It doesn’t feel like it’s a conversation in D.C. between special interest groups when it’s your neighbor who’s talking about it.
Most everyone also mentioned education specifically as the place where long-term efforts have made the real difference. Peter Thorne, for instance, has been teaching climate science for 25 years, and says he’s seen the change in how older and younger generations discuss climate change.
“Early on it was, ‘What is the evidence for climate change? What is the evidence that it’s anthropogenic or human associated?’” Thorne said. “Now it’s all about, ‘What is the mitigation strategy and how can we adapt? What about geoengineering?’ The discussion is starting at a different place.”
But Thorne also admits the public and policymakers are a bit further behind. Climate change still splits Iowa’s state legislature, with a cadre of Democrats — State Sen. Rob Hogg from Cedar Rapids, State Rep. Mary Mascher and State Sen. Joe Bolkcom from Iowa City, and State Sen. Liz Mathis from Robins, among others — pushing for their state to grapple with the seriousness of the issue. They’ve also stumped for state-level policies like a wind energy tax credit, charging stations for electric vehicles, and expanded passenger rail, all of which died in the GOP-controlled Iowa House of Representatives. Democratic members of Iowa’s national delegation like Braley and Rep. Dave Loebsack also planted their flag by voting for the national cap-and-trade bill in 2009.
Building The Community
One of the assumptions that runs around the climate debate a lot is that there’s enormous amounts of social pressure for everyone to think the same thing on the issue. But according to Courard-Hauri, it’s actually sort of the opposite, at least within the scientific community itself. The kind of consensus you see around climate change and humanity’s responsibility for it is actually pretty rare and difficult to achieve.
“Scientists are kind of by nature focused on differences, because that’s the place where I can make a name for myself,” he said.
Which is to say, a huge part of climate activism actually just boils down to community-building. Organizers have to do the hard work of overcoming practical hurdles like day jobs, schedules and commitments. The process gathers together people who are able and willing to discuss climate change, and puts them in touch with each other, along with the press and the general public. And any particular effort to build awareness can also intersect with and invigorate other efforts: as an example of someone modeling themselves off the climate statement’s approach, Courard-Hauri pointed to a recent statement that was signed by 97 Iowa faith leaders, adding their support to the EPA’s new rule cutting carbon emissions from the nation’s power plants.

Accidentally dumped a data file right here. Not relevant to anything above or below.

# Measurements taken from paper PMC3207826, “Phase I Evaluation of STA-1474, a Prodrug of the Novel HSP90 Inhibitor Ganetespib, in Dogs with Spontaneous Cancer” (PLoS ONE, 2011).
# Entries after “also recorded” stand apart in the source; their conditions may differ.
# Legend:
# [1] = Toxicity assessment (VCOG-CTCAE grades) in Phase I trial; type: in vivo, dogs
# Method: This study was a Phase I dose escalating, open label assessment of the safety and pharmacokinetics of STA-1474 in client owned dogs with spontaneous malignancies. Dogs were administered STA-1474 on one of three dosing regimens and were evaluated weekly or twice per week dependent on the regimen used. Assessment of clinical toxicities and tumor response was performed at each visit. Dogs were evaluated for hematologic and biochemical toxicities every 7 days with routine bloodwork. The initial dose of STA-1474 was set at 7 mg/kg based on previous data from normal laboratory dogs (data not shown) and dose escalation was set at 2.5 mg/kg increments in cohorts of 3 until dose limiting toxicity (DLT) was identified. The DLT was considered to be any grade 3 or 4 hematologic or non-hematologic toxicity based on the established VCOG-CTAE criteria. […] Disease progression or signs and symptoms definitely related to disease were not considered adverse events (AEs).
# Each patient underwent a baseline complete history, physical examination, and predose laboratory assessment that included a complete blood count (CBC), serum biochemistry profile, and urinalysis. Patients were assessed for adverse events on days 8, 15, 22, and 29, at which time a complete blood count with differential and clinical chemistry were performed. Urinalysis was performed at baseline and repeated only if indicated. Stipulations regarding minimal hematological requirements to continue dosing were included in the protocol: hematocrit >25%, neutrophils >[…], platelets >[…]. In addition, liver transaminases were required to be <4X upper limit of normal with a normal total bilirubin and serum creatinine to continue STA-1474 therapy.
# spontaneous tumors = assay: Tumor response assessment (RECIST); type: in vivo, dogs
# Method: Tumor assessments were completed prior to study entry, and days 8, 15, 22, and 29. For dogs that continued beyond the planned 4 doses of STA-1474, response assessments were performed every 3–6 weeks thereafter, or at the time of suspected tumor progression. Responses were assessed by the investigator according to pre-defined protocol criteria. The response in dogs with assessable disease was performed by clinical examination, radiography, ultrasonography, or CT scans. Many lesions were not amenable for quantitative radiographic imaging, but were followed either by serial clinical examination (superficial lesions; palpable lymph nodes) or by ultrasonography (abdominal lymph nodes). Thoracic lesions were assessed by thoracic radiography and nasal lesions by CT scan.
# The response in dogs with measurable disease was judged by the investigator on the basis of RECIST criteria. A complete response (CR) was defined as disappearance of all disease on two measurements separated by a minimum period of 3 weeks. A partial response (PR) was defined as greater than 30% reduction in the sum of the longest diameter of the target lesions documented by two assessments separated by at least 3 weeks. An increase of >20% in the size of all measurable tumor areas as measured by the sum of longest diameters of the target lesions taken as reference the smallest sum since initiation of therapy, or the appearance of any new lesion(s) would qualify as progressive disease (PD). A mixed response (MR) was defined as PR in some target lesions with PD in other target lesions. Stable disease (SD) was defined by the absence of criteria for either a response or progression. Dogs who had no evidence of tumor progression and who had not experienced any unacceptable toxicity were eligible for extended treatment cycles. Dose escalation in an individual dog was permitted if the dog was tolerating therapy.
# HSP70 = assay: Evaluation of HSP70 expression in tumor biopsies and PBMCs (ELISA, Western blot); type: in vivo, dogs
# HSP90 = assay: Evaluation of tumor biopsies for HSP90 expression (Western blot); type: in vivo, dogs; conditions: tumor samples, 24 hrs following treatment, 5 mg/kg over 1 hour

“It’s giving people opportunities to talk to scientists who are from the community. So it kind of brings the whole thing home,” Courard-Hauri said. “It doesn’t feel like it’s a conversation in D.C. between special interest groups when it’s your neighbor who’s talking about it and you know that they know what they’re talking about.”
Thorne and the other scientists acknowledged that they can get a lot of traction by avoiding questions of how to cut carbon emissions or who’s to blame for global warming,while focusing instead on demonstrable changes in the here and now and how Iowans and everyone else can adapt. “What we heard this year from a number of people is sure, they know about climate change and they see the evidence regarding loss of Arctic ice and stranded polar bears and the like, but they just didn’t realize how it was affecting them here in Iowa,” Thorne said. “It’s not just somewhere else or something else, it actually has direct ramifications for the citizens of Iowa.”
Thorne brought up farmers as one example of the cross-cutting impulses and political forces in Iowa’s climate debate. Arguably, no group of people is more tied to the rhythms of the climate and the land than farmers, so they recognize growing seasons are longer now than they were one or two generations previously. Farmers today have to plant earlier, plant faster, and harvest faster than their grandfathers did.
It’s not just somewhere else or something else, it actually has direct ramifications for the citizens of Iowa.